In the American Civil War, Ohio provided the federal government with 260 regiments of men, including infantry, artillery, and cavalry units. Ohioans also served in several other regiments from other states, most notably from Kentucky, West Virginia, and Massachusetts, as well as in federal units.
In the American Civil War, Ohio provided the federal government with 260 regiments of men, including infantry, artillery, and cavalry units. Ohioans also served in several other regiments from other states, most notably from Kentucky, West Virginia, and Massachusetts, as well as in federal units. Almost 330,000 Ohio men, including 5,092 African Americans, served in the Union military during the conflict.
Infantry regiments formed in Ohio became known as regiments of Ohio Volunteer Infantry. They served for varying lengths of time, averaging one hundred days to three years. In 1864, the governors of several Northern states convinced federal authorities to call up state militia forces for regular military duty. The governors believed that these militiamen would free regular soldiers currently serving in forts or guarding other important sites in Northern states for duty with the Union's invading armies in the Confederacy. Hopefully this surge of men, known as Hundred Days' Men, would allow the North to defeat the South in one hundred days or less while keeping Northern states safe from Confederate attack and anti-war unrest.
On May 12, 1864, the 142nd Regiment Ohio Volunteer Infantry mustered into service at Camp Chase, at Columbus, Ohio. The men in the regiment were to serve one hundred days and primarily came from Knox County, Ohio.
On May 14, 1864, authorities dispatched the 142nd to Martinsburg, West Virginia, where the regiment drilled until May 19. Officials then ordered the regiment to Washington, DC, via Harper’s Ferry, West Virginia. Due to a destroyed railroad bridge, the 142nd did not reach Washington until May 21, where the regiment performed garrison duty at and helped to strengthen Fort Lyon. On June 5, 1864, the 142nd marched to Alexandria, Virginia, where it boarded ships on June 7, for White House, Virginia, arriving on June 9. That same day, the 142nd escorted a supply train through the Wilderness to the Army of the Potomac’s frontlines. General George Meade then ordered the regiment to Bermuda Hundred. Traveling by ship, the regiment arrived here on June 13, but it did not disembark, sailing instead to Point of Rocks, Virginia, where the 142nd participated in the siege of Petersburg, Virginia. Officials placed the regiment on the extreme right of the Union line, where the 142nd manned rifle pits for the next week. The regiment then, while under fire from Confederate forces, dismantled Rebel earthworks and drove the Southerners from the immediate vicinity. The 142nd proceeded to construct a fort at Turkey Bend, Virginia on the James River. On August 19, the regiment marched to Bermuda Hundred, where it boarded ships for Washington, arriving on August 21. The regiment then traveled by train to Camp Chase, where it mustered out of service on September 2, 1864.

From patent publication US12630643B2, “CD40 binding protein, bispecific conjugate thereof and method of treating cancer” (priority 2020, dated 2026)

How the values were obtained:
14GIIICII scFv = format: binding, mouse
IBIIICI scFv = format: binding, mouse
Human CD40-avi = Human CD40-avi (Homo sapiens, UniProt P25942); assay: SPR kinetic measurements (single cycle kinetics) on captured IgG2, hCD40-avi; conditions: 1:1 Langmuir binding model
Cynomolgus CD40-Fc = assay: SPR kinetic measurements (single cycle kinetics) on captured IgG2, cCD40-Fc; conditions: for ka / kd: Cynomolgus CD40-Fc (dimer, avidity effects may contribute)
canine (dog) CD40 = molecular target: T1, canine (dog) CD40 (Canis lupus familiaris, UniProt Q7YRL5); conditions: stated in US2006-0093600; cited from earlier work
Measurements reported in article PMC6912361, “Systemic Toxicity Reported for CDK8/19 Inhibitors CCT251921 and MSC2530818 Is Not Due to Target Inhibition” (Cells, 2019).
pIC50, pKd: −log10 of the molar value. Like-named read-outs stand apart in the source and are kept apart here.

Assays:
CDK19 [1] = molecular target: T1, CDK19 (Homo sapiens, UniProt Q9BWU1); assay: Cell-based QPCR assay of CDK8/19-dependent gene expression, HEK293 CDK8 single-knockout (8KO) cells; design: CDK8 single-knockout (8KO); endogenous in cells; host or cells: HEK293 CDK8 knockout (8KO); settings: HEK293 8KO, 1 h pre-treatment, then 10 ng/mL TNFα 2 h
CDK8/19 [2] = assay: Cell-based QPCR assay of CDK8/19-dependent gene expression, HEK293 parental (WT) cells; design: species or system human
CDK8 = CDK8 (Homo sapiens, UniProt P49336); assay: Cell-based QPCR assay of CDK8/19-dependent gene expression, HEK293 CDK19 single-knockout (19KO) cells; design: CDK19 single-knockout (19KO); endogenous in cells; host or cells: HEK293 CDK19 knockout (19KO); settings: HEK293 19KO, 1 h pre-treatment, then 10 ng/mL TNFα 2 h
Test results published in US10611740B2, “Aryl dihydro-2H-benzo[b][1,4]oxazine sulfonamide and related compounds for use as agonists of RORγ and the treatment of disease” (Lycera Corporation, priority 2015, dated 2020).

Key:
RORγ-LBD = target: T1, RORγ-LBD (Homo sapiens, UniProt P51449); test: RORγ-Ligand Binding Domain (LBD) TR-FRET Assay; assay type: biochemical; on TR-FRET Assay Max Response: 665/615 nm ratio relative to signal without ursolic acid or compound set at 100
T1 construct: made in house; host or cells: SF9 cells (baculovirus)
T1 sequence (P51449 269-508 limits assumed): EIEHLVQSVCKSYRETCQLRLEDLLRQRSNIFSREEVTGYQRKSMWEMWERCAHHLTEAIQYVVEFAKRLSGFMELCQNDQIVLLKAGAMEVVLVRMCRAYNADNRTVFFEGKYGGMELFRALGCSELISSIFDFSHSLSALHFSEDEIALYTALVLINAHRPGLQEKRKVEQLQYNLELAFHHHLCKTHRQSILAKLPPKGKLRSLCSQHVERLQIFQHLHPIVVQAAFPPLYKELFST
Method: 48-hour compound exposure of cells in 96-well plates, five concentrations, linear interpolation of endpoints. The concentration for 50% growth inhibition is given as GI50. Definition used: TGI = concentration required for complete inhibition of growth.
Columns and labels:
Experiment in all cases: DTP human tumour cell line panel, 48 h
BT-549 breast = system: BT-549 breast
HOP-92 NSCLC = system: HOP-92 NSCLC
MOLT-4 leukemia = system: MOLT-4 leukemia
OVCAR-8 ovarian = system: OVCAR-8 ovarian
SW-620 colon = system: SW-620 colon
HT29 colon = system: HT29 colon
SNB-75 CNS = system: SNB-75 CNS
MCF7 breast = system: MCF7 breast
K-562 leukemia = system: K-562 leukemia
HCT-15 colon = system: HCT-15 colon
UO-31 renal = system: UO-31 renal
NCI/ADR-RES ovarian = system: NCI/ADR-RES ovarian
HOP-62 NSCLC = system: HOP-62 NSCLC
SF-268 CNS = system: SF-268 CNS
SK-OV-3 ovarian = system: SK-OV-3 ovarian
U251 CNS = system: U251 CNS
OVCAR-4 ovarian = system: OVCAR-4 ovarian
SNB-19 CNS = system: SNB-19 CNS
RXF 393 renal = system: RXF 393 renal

During the 142nd Regiment Ohio Volunteer Infantry’s term of service, forty-three men, including one officer, perished from disease or accidents, while no men died from wounds received on the battlefield.